Targets for quality growth
Updated: 2013-03-06 07:08
China has set lower economic targets for this year, which is a fair reflection of the country's continuing efforts to restructure the economy and tilt it in favor of higher quality growth.
The global economic uncertainties that have been the fallout from the financial crisis have cautioned domestic policymakers against potential growth pitfalls. As a result, the central government set an annual GDP growth target of 7.5 percent on Tuesday. The money-supply growth target was set at 13 percent and the target for fixed-asset investment was set at 18 percent.
The lower growth targets, together with the iron fist being shown to real estate speculation, unequivocally show the nation's determination to restructure the economy and make it less reliant on investment and monetary boosts.
After more than 30 years of rapid expansion, China's economy has become the world's second largest and people's living standards have greatly improved. However, its economic achievements have come with heavy price tags. For instance, the large energy and resource inputs required have caused environmental problems. These have tarnished the country's otherwise exceptional growth and risked making such growth unsustainable. Also, the strong and continued rise in house prices has led to concerns that the property bubbles will burst, which would be disastrous for the national economy. And the widening income gaps have provoked public discontent.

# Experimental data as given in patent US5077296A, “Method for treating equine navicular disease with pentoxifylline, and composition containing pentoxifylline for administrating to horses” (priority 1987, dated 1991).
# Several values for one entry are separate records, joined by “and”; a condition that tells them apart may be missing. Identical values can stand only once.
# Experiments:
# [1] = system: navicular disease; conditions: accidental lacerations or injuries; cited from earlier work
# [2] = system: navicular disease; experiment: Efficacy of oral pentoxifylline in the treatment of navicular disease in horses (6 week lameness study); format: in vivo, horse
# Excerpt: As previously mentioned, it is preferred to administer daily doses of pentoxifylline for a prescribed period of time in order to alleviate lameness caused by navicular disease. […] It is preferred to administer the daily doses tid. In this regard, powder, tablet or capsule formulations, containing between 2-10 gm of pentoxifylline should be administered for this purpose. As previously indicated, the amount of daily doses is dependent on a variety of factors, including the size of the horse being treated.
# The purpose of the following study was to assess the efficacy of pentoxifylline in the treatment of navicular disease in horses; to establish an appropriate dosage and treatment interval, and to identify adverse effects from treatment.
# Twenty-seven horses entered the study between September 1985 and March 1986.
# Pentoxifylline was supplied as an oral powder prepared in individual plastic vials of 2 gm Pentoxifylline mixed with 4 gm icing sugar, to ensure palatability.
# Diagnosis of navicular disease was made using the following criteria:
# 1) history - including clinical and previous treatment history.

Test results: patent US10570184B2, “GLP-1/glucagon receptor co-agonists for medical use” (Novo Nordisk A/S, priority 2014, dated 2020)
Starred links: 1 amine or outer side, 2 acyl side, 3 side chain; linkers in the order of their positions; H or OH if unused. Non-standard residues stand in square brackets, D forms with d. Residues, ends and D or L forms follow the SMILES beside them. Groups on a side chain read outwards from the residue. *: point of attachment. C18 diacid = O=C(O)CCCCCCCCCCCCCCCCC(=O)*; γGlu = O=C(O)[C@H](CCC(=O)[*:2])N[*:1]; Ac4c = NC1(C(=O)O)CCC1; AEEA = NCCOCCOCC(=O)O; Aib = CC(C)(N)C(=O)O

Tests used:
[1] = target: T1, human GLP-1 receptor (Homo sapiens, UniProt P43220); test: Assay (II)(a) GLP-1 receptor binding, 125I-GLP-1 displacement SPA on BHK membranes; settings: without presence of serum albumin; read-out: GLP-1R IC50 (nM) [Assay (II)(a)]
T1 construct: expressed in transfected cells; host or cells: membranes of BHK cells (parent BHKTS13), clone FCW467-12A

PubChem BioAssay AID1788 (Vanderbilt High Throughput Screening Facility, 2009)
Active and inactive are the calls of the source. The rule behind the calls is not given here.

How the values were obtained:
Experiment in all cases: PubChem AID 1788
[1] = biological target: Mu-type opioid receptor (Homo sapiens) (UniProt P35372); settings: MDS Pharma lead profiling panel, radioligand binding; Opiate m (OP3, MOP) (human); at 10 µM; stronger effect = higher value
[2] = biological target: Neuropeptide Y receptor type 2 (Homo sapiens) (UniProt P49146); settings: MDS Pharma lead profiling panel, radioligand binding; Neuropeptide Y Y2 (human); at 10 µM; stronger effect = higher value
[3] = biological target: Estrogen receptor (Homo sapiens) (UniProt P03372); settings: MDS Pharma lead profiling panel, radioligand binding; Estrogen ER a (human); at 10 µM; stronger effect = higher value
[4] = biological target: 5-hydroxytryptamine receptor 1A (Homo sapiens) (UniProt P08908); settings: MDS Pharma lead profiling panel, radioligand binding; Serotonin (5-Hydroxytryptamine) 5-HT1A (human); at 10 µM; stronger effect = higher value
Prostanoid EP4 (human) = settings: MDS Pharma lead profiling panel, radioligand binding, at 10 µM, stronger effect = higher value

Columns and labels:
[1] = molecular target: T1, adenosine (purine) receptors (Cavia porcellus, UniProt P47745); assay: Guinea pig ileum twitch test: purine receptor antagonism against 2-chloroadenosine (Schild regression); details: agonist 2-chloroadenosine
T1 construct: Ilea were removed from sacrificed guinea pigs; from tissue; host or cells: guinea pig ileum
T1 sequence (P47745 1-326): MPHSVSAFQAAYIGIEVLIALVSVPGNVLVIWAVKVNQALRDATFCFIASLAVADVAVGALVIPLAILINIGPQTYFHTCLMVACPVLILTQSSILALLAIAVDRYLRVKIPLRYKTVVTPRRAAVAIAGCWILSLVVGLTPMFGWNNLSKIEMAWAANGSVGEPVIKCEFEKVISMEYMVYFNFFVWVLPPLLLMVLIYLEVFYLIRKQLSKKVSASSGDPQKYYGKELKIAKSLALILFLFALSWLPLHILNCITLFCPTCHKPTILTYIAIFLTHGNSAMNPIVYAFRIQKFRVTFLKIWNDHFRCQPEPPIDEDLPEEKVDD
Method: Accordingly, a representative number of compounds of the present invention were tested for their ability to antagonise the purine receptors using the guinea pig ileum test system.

The solutions to these problems demand that the policy priority shift from growth driven by investment and exports to a more balanced and sustainable growth mode, even if this comes at the price of a declining growth rate. Such a policy orientation will help the country achieve stable growth in the long term and provide more leeway for its economic reforms to improve efficiency, protect the environment and make distribution fairer.
The lowering of growth-related targets for this year is a good start as China transitions to a more sustainable growth pattern. Now the paramount task for the nation is ensuring the new growth philosophy is widely respected and properly implemented.
We hope more measures will be applied to make local governments more accountable for their role in implementing the central government's platform for better-quality growth.
(China Daily 03/06/2013 page9)